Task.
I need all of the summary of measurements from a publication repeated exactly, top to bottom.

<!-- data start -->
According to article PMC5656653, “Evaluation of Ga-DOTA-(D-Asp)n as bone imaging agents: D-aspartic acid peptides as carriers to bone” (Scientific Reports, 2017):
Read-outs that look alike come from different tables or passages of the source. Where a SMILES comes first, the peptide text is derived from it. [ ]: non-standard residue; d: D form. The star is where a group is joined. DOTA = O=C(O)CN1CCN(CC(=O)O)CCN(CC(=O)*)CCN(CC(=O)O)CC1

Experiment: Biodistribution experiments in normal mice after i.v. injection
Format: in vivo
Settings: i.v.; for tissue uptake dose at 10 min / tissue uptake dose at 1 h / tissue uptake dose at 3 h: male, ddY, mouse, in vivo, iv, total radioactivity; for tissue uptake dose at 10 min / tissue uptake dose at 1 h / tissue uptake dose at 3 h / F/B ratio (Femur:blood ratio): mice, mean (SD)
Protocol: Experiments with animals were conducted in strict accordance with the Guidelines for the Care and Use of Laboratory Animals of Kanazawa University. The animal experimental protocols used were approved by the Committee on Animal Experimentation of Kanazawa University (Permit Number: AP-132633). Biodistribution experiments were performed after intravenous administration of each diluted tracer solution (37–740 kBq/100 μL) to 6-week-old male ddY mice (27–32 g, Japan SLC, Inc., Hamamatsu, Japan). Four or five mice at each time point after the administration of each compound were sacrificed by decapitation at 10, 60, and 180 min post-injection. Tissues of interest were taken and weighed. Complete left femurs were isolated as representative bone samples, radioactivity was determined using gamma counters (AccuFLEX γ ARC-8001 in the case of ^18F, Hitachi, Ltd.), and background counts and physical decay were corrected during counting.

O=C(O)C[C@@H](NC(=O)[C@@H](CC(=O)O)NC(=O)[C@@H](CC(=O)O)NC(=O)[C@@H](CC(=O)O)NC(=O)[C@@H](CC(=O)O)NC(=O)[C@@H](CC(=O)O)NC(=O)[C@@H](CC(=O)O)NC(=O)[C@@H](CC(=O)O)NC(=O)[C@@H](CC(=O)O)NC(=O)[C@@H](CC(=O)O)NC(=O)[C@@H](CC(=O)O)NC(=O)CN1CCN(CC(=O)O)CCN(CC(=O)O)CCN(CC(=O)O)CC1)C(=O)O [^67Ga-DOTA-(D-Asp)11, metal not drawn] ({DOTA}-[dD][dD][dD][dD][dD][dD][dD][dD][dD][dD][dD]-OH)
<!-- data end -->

According to article PMC5656653, “Evaluation of Ga-DOTA-(D-Asp)n as bone imaging agents: D-aspartic acid peptides as carriers to bone” (Scientific Reports, 2017):
Read-outs that look alike come from different tables or passages of the source. Where a SMILES comes first, the peptide text is derived from it. [ ]: non-standard residue; d: D form. The star is where a group is joined. DOTA = O=C(O)CN1CCN(CC(=O)O)CCN(CC(=O)*)CCN(CC(=O)O)CC1

Experiment: Biodistribution experiments in normal mice after i.v. injection
Format: in vivo
Settings: i.v.; for tissue uptake dose at 10 min / tissue uptake dose at 1 h / tissue uptake dose at 3 h: male, ddY, mouse, in vivo, iv, total radioactivity; for tissue uptake dose at 10 min / tissue uptake dose at 1 h / tissue uptake dose at 3 h / F/B ratio (Femur:blood ratio): mice, mean (SD)
Protocol: Experiments with animals were conducted in strict accordance with the Guidelines for the Care and Use of Laboratory Animals of Kanazawa University. The animal experimental protocols used were approved by the Committee on Animal Experimentation of Kanazawa University (Permit Number: AP-132633). Biodistribution experiments were performed after intravenous administration of each diluted tracer solution (37–740 kBq/100 μL) to 6-week-old male ddY mice (27–32 g, Japan SLC, Inc., Hamamatsu, Japan). Four or five mice at each time point after the administration of each compound were sacrificed by decapitation at 10, 60, and 180 min post-injection. Tissues of interest were taken and weighed. Complete left femurs were isolated as representative bone samples, radioactivity was determined using gamma counters (AccuFLEX γ ARC-8001 in the case of ^18F, Hitachi, Ltd.), and background counts and physical decay were corrected during counting.

O=C(O)C[C@@H](NC(=O)[C@@H](CC(=O)O)NC(=O)[C@@H](CC(=O)O)NC(=O)[C@@H](CC(=O)O)NC(=O)[C@@H](CC(=O)O)NC(=O)[C@@H](CC(=O)O)NC(=O)[C@@H](CC(=O)O)NC(=O)[C@@H](CC(=O)O)NC(=O)[C@@H](CC(=O)O)NC(=O)[C@@H](CC(=O)O)NC(=O)[C@@H](CC(=O)O)NC(=O)CN1CCN(CC(=O)O)CCN(CC(=O)O)CCN(CC(=O)O)CC1)C(=O)O [^67Ga-DOTA-(D-Asp)11, metal not drawn] ({DOTA}-[dD][dD][dD][dD][dD][dD][dD][dD][dD][dD][dD]-OH)